In a hotel lobby packed with coaches, agents and draft prospects in town for the NFL scouting combine in Indianapolis last Thursday night, Oklahoma defensive tackle Gerald McCoy craned his neck to see Carolina coach John Fox, then San Diego defensive coordinator Ron Rivera, then Seattle coach Pete Carroll.... "It's like it's not real," said McCoy. "All the people here, all the attention. When you're a defensive tackle, you're not used to attention like this."
The scouting combine is usually an occasion to fawn over the latest laser-armed quarterback or the next athletic freak, but at the weeklong NFL job fair this year the glamour position was defensive tackle. The spotlight focused on McCoy and Ndamukong Suh of Nebraska, who on April 22 could become the first DTs chosen first and second in the NFL draft.
In fact, the golden age for the grunts of a defense has already dawned. A year ago the Redskins gave free-agent All-Pro tackle Albert Haynesworth a seven-year, $100 million contract—the biggest ever for a defensive player. Last week Casey Hampton, a 32-year-old tackle with a history of weight problems who is on the field for less than half of the plays, re-signed with the Steelers for three years and $21 million. And when teams tagged franchise players last Thursday, there were more defensive tackles—New England's Vince Wilfork, Green Bay's Ryan Pickett and San Francisco's Aubrayo Franklin, as well as tackle-end hybrid Richard Seymour of Oakland—than any other position on the list.
Playing the run with an interior space eater is suddenly the rage; 14 teams expect to use a 3--4 defense in 2010, which is more than double the number from five years ago. Of the defenses that ranked in the top five in highest percentage of second-and-eight plays or longer, two were in conference title games (the Jets and the Vikings), one was a wild-card team (the Packers) and the two others (the 8--8 49ers and the 9--7 Steelers) were in the playoff hunt. All five had preeminent run stoppers in Kris Jenkins, Pat Williams, Pickett, Franklin and Hampton, respectively.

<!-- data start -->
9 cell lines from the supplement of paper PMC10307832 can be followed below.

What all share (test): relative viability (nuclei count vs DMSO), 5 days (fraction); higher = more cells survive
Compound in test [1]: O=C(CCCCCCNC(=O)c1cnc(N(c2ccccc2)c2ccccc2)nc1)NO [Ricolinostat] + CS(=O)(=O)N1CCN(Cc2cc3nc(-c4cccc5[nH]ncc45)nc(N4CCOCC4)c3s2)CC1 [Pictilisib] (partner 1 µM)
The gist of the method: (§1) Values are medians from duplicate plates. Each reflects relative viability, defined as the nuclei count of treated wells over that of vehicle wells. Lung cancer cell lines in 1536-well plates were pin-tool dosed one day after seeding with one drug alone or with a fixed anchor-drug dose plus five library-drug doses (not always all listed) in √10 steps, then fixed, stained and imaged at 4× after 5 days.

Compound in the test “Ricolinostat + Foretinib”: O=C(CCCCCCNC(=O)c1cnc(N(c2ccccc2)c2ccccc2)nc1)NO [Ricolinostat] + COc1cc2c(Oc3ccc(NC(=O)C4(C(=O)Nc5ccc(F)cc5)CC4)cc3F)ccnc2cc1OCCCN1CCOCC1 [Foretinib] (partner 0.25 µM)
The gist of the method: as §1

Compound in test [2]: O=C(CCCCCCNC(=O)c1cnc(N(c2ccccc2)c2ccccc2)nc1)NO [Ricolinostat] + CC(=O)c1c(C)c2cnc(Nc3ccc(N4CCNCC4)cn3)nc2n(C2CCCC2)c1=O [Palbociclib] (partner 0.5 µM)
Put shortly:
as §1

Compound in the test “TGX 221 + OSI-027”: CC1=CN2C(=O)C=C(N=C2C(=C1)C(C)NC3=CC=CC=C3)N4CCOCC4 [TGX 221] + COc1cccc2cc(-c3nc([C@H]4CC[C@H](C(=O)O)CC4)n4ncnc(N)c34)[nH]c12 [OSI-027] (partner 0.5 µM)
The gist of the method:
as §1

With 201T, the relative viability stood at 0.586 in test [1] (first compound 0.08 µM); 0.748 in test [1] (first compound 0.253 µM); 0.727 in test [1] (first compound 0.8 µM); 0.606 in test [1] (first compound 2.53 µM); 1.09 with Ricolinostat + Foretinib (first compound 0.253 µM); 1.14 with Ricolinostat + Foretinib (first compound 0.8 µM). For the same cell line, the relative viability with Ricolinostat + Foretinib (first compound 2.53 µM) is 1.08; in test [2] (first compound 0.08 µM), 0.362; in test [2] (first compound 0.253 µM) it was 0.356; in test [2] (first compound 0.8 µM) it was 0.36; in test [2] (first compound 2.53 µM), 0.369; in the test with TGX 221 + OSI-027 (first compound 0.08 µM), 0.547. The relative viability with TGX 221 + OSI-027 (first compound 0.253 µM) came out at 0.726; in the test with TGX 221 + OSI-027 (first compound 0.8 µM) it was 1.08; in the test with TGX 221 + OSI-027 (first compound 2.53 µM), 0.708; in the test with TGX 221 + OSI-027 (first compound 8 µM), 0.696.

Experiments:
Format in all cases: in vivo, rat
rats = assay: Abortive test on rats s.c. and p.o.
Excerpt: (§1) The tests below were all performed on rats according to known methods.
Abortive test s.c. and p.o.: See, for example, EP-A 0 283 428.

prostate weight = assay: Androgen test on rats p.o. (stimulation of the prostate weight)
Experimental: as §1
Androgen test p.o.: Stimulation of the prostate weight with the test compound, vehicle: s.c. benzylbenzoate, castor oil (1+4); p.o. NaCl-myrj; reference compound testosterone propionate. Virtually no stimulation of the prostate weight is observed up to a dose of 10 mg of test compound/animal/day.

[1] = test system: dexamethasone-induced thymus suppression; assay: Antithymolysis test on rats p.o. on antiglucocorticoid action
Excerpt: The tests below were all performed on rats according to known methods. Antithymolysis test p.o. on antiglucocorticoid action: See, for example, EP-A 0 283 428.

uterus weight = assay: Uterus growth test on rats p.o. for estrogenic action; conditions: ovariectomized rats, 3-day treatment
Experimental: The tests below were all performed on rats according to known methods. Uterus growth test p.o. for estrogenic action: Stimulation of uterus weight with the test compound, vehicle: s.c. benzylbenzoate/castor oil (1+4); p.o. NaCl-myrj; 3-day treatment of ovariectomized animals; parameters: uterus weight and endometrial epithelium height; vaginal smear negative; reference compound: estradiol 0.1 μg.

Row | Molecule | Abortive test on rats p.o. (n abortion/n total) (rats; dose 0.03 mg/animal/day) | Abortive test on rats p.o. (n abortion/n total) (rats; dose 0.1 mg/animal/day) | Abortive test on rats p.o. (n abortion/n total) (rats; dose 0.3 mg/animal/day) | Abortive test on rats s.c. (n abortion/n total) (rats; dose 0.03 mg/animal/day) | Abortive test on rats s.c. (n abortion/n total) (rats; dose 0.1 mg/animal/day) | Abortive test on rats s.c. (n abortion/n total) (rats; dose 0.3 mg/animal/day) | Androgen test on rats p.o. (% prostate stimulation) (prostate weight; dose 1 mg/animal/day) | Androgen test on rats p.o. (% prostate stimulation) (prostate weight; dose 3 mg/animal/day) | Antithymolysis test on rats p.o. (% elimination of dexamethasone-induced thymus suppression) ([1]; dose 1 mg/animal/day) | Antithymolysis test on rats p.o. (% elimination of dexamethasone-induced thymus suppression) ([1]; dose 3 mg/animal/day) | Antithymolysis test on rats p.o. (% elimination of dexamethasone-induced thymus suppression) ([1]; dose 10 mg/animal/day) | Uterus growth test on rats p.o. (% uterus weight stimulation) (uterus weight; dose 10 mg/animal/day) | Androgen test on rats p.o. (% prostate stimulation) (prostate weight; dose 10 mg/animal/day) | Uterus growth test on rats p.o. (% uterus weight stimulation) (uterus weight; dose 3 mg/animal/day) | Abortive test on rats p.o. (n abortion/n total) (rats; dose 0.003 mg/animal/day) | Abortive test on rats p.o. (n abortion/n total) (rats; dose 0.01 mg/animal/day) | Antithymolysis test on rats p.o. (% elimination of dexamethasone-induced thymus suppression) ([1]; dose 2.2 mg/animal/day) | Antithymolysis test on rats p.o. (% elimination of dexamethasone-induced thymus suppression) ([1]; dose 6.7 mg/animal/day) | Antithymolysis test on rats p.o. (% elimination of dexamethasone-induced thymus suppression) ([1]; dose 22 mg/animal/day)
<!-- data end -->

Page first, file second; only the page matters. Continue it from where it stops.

The prospect of landing a combination run stuffer and pass rusher such as McCoy or Suh forces even a club like St. Louis, in obvious need of a quarterback and owner of the No. 1 pick, to pause and reconsider choosing Oklahoma's Sam Bradford, the 2008 Heisman winner and highest-rated passer in this draft.
What's so attractive about Suh, who is nimble enough to have played as much soccer as football growing up, and McCoy, a defensive tackle since he was seven, is their versatility. At 6'4", 307 pounds Suh could play nosetackle in a pinch, but he's better suited as a 3--4 end or a 4--3 tackle who can shed blocks with strength and quickness. Suh could not have been more impressive in his 41/2-sack performance in the Big 12 championship game in December, once flinging Texas quarterback Colt McCoy to the ground as if he weighed 16 pounds, not 216.
Gerald McCoy is even quicker than Suh. At 6'4", 295, he has the interior burst reminiscent of John Randle's, the Vikings' great who last month became just the third pure three-technique defensive tackle (a position specializing in shooting the gap between the offensive guard and tackle) to be voted into the Pro Football Hall of Fame—another sign that defensive tackles are red hot at the moment. "I love Randle," McCoy says, "because he was a madman."
The buzz at the combine last weekend was that McCoy's quickness could move him ahead of Suh on draft boards. "They're the two best players in the draft, by far," said respected NFL Network draft analyst Mike Mayock. "I love Suh, but this has become a pass-first league, and I think McCoy's the better NFL player."
Suh or McCoy? McCoy or Suh?
"We love them both," Rams general manager Billy Devaney said last week.